Historical data do not have to be a burden, however, as they hold immense value. Companies have to separate X-data and O-data from H-data and manage the lifecycle of historical data on an independent platform. Because legacy systems can be decommissioned after separating and transferring the data, operation costs can typically be reduced by 80 percent compared to the continued operation of legacy systems. If the platform and its functionalities are available as a service – as should be the norm in times of cloud computing -, companies do not have to invest in additional hardware.

Furthermore, by transferring legacy information– including the business context in which it was created – to a separate platform, the amount of data and documents that have to migrated to new operational systems is reduced drastically. For example, the efforts associated with data migration to SAP S/4 typically reduces by 50 percent.

Over time, these short-term gains become long-term advantages. On the one hand, historical information can continually be transferred to a separate platform for information management – not only out of legacy systems but also operational systems. Realistically, the TCO (total cost of ownership) of a new S/4 environment could be reduced by 25 percent with this approach.

On the other hand, this approach has long-term benefits for other business scenarios as well. Companies can harmonize and consolidate their heterogenous system and application landscapes. If a subsidiary has been sold, data can quickly and easily be selected and presented to the buyer in a modern format. Furthermore, this approach promises high level of security for a company’s intellectual property as well as legal certainty. The requirements of recent or new regulations, such as the European GDPR (General Data Protection Regulation), often mandate seamless management of the lifecycle of historical information, which the platform takes care of with comprehensive retention management.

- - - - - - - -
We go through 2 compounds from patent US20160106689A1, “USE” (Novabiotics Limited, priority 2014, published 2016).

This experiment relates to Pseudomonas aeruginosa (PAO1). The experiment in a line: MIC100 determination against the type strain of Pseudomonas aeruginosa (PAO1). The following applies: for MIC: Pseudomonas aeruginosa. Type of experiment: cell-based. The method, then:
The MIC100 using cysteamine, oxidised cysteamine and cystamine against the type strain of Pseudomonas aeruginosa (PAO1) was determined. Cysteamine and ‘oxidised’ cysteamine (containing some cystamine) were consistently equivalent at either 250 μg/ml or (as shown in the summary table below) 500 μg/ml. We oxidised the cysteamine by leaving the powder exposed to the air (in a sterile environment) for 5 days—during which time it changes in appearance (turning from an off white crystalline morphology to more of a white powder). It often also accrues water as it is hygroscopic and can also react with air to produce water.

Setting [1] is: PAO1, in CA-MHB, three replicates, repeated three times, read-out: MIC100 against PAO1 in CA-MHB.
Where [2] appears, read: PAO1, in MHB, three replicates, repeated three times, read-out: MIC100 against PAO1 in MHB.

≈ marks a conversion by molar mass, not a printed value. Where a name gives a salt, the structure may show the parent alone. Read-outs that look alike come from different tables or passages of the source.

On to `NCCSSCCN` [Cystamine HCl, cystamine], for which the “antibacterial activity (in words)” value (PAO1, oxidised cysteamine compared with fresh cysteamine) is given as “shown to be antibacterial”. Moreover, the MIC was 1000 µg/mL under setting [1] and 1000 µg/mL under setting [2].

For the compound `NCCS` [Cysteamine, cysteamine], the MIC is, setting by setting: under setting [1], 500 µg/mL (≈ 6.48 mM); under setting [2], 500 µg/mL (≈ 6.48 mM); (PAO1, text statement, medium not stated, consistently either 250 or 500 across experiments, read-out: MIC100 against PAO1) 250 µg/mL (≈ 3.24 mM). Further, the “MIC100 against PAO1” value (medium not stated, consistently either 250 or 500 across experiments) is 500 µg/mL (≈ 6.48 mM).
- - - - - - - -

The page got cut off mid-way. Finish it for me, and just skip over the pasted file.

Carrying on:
Moreover, historical information and its business context stay 100 percent accessible on the separate platform. Companies thus do not lose insight into a customer’s or a supplier’s history, and they can tackle internal revisions or external audits with ease.

Last but not least, an independent information management platform lays the foundation for all kinds of big data scenarios. Before transferring the data to the platform, they can be optimized. Duplicates can be deleted, information from other sources can be added to enhance incomplete data sets. This is important to fulfill the potential of data-driven business processes and models. Decisions based on data analysis are only as good as the quality of the data, and this is especially true for big data scenarios.

Simplicity instead of complexity

Automation is key to reduce complexity caused by the heterogeneity of application and system landscapes. Being the result of too much information in operating solutions, this complexity usually causes inadequate data quality, thereby calling for immediate optimization. During migration and transformation projects, this complexity requires additional personnel and financial resources to become manageable.

Focusing on lifecycle management of historical information and enabling the right connections between a suitable platform and operating systems lay the foundation for automation. This is especially important considering automation is the key to the treasure trove that all companies sit on – recent as well as historical data. Regardless of which industry they operate in, automation also significantly reduces costs.

Historical data are brimming with potential and value waiting to be unlocked, and they may well determine a company’s future success. This is a fact, not a result of the current economic crisis – but the realization of how valuable data is might help companies tackle current challenges.

E-3 Magazine June 2020 (German)

About the author

Thomas Failer, Data Migration International

Thomas Failer is the founder of Data Migration International.